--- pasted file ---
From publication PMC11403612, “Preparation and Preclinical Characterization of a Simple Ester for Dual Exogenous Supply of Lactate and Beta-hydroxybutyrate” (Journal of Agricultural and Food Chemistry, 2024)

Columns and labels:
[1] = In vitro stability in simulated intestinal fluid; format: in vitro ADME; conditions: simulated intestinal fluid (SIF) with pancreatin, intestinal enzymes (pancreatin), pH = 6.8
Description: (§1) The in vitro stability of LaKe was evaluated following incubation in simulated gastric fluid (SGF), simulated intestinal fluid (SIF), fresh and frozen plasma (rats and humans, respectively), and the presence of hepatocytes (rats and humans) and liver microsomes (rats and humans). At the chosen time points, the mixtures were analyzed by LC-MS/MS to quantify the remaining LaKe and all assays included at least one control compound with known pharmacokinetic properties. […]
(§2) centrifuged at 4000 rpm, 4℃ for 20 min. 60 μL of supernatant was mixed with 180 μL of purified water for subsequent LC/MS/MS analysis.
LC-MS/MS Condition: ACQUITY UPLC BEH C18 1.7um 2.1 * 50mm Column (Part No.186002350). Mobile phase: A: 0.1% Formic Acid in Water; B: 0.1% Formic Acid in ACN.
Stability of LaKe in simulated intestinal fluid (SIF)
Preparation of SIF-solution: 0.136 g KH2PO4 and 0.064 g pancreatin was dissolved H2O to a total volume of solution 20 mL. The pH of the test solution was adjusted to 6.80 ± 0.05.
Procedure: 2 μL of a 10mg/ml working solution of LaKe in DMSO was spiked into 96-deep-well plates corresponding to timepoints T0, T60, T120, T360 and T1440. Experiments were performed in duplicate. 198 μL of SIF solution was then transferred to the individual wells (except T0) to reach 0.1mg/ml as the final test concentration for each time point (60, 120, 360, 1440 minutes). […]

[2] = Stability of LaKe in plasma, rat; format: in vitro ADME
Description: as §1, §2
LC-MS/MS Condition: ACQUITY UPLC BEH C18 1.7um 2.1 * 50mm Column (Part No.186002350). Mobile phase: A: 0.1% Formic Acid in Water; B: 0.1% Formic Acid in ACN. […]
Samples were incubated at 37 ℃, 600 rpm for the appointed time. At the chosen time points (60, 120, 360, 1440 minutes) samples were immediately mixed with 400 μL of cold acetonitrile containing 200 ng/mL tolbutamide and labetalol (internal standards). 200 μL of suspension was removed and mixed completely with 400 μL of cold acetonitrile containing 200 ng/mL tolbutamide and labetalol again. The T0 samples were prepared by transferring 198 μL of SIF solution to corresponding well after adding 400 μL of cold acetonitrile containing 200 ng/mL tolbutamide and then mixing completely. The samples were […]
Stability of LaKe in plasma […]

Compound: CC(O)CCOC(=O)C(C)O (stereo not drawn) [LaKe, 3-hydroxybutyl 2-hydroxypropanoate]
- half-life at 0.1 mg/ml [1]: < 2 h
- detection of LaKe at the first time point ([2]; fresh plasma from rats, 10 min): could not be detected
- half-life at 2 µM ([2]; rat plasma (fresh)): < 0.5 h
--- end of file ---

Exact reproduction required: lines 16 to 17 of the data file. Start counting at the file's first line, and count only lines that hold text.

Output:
- half-life at 0.1 mg/ml [1]: < 2 h
- detection of LaKe at the first time point ([2]; fresh plasma from rats, 10 min): could not be detected